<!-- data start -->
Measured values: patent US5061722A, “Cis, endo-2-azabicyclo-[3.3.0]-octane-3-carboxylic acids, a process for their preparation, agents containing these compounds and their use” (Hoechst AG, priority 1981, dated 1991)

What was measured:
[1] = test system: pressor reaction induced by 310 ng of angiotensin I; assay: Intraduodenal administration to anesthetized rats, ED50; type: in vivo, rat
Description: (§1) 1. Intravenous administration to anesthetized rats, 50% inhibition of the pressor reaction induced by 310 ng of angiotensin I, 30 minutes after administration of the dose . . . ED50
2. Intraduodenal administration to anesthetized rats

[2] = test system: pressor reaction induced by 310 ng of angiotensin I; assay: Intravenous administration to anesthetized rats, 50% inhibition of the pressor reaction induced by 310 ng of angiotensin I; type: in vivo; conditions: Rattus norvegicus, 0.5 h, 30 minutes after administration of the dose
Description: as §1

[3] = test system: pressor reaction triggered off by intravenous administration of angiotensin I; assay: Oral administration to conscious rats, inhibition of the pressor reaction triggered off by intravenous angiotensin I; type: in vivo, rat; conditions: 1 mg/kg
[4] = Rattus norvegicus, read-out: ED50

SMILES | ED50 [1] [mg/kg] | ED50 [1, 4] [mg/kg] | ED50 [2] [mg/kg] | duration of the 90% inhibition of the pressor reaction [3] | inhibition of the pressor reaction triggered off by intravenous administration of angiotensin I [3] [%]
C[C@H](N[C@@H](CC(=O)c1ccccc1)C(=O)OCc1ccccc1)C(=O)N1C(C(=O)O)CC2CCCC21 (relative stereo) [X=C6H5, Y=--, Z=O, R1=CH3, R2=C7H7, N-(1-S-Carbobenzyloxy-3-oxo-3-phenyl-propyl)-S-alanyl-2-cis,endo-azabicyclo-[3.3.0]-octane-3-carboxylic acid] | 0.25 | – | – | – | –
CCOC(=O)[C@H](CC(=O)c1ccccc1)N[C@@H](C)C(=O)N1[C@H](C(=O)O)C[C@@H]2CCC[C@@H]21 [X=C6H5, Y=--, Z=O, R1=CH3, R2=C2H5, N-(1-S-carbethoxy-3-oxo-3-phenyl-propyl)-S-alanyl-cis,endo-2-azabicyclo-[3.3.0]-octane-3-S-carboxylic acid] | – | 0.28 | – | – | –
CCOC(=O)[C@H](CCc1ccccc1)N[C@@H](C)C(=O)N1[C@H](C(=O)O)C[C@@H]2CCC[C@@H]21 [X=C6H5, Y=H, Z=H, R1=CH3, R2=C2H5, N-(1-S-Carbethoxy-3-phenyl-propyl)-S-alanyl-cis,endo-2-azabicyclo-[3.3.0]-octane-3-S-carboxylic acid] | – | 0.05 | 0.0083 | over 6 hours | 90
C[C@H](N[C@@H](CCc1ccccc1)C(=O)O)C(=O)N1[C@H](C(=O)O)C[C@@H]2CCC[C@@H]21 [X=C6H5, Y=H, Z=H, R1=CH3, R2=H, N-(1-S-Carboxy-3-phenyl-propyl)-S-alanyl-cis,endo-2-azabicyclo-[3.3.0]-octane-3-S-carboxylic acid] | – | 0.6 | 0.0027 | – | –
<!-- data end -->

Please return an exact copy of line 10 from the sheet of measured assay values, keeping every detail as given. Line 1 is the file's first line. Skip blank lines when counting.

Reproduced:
SMILES | ED50 [1] [mg/kg] | ED50 [1, 4] [mg/kg] | ED50 [2] [mg/kg] | duration of the 90% inhibition of the pressor reaction [3] | inhibition of the pressor reaction triggered off by intravenous administration of angiotensin I [3] [%]